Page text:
W3C home > Mailing lists > Public > public-xmlsec@w3.org > September 2010

Best Practices: avoid descendants!

From: Meiko Jensen <Meiko.Jensen@ruhr-uni-bochum.de>
Date: 6 Sep 2010 16:58:18 +0200
Message-ID: <4C85018A.4000000@ruhr-uni-bochum.de>
To: "XMLSec WG Public List" <public-xmlsec@w3.org>
Regarding my Action-643 and ISSUE-212 I drafted a new Best Practices
paragraph, to insert between 2.1.3 and 2.1.4:

2.1.4 Example: XPath selection that causes denial of service in
streaming mode

When an XML Signature is to be verified in streaming mode, additional
denial of service attack vectors occur. As an example, consider the
following XPath expression that is conforming to the [XML Signature
Streaming Profile of XPath 1.0]: "//A//B". This XPath is intended to
select every occurrence of <B> elements in the document that have an <A>
element ancestor. Hence, on streaming parsing the document, every
occurrence of an <A> element will trigger a new search context for the
subsequent <B> element. Thus, an attacker may modify the XML document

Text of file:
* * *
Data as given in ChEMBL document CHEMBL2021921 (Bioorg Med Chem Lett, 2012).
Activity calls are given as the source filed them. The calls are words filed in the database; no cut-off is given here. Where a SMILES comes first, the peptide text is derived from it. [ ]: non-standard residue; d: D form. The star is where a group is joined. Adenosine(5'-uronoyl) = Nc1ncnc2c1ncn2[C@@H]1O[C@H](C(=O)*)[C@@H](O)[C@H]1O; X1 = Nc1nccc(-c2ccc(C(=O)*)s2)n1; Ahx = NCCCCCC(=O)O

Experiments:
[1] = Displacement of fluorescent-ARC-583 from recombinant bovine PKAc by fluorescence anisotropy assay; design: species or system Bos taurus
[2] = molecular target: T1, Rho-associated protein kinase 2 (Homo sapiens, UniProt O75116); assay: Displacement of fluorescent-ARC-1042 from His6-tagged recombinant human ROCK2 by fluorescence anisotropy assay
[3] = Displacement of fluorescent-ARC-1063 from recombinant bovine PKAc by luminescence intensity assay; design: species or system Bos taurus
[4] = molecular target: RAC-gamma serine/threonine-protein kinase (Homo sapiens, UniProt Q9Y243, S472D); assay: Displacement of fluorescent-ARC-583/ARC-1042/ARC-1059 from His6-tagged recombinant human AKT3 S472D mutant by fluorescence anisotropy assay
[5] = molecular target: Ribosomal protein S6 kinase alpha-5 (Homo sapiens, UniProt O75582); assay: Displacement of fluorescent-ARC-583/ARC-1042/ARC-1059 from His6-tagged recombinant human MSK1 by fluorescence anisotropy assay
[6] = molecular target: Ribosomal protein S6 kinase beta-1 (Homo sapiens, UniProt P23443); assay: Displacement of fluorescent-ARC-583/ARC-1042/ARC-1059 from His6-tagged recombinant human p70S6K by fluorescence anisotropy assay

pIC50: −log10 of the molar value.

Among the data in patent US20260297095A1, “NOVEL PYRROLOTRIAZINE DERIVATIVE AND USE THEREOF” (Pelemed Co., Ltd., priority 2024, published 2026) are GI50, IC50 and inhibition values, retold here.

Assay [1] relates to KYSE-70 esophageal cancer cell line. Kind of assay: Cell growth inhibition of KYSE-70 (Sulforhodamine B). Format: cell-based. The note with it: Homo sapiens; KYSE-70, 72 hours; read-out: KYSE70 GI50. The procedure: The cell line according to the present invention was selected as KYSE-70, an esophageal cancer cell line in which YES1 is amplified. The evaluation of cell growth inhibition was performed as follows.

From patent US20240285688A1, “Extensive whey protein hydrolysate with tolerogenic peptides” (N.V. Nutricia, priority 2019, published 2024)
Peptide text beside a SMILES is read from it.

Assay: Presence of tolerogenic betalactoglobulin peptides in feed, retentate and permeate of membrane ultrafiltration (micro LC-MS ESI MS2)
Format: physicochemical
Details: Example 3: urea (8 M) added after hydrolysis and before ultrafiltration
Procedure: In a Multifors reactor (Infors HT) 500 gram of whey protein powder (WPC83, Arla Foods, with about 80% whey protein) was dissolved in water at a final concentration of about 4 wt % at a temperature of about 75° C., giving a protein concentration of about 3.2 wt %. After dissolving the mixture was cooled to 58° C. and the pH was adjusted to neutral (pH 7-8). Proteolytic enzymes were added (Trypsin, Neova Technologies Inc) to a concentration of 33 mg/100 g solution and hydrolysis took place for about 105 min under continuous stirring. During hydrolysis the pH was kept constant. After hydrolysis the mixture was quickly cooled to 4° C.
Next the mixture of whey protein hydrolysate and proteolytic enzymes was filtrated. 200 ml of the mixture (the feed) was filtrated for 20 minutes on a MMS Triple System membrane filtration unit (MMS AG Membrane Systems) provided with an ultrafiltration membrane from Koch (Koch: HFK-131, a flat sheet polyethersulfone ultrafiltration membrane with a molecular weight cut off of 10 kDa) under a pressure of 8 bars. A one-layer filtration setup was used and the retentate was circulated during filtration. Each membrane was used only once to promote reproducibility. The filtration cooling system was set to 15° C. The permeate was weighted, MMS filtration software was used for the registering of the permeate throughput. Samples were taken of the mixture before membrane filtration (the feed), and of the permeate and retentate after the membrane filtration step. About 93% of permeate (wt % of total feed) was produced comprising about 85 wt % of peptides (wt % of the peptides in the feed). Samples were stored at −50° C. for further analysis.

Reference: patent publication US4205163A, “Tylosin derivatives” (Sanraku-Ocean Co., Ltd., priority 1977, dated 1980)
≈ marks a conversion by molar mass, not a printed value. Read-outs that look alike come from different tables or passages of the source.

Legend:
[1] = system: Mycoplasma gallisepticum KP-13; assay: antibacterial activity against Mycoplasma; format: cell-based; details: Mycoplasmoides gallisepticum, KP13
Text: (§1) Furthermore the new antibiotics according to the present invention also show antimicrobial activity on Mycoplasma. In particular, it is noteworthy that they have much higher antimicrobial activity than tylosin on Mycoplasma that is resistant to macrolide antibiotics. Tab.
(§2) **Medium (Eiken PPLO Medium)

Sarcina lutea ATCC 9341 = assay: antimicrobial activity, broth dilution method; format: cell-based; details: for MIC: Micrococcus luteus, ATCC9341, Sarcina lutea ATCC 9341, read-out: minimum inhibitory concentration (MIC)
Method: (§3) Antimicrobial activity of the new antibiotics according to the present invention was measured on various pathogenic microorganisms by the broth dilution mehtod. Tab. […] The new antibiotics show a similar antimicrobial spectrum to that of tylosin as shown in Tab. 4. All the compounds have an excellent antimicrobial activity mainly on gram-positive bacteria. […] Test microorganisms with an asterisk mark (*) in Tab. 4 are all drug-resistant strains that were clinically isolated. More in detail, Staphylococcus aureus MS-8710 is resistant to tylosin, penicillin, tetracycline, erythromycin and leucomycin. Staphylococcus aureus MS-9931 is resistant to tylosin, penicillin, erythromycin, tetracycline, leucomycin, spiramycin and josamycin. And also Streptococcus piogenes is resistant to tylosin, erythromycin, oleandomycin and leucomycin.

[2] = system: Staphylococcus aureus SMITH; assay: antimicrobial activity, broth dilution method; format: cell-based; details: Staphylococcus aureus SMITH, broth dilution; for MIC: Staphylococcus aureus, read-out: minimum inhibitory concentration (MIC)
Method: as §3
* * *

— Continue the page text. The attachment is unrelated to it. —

itself to contain lots of nested <A> elements, i.e.
"<A><A><A><A><A><A><A><A><A><A>....". This will result in n search
contexts, with n being the number of <A> elements in the document, and
hence in O(n^2) comparisons in total. Even worse, if an attacker also
manages to tamper the XPath expression used for selection itself, he can
trigger an even more rapid Denial of Service: an XPath of
"//A//A//A//A//A..." causes the number of search contexts to explode to

Hence, besides following Best Practice 1, it is strongly recommended to
reduce the use of "wildcard" XPath axes (such as "descendant",
"following" etc.) in XML Signatures to a minimum.

Best Practice 6: Avoid using the "descendant", "descendant-or-self",
"following-sibling", and "following" axes when using streaming XPaths.

The evaluation of such "wildcard" axes may cause an excessive number of
evaluation contexts being triggered concurrently when using a
streaming-based XPath evaluation engine. Since this may lead to Denial
of Service, it is essential that an attacker can not alter the XPaths
prior to evaluation (see Best Practice 1), and that the valid XPath
expressions reduce the use of these axes to a mimimum.

This should close my Action-643.



Dipl.-Inf. Meiko Jensen
Chair for Network and Data Security 
Horst Görtz Institute for IT-Security 
Ruhr University Bochum, Germany
Universitätsstr. 150, Geb. ID 2/411
D-44801 Bochum, Germany
Phone: +49 (0) 234 / 32-26796
Telefax: +49 (0) 234 / 32-14347
http:// www.nds.rub.de
Received on Monday, 6 September 2010 14:58:44 UTC

This archive was generated by hypermail 2.3.1 : Tuesday, 6 January 2015 20:55:14 UTC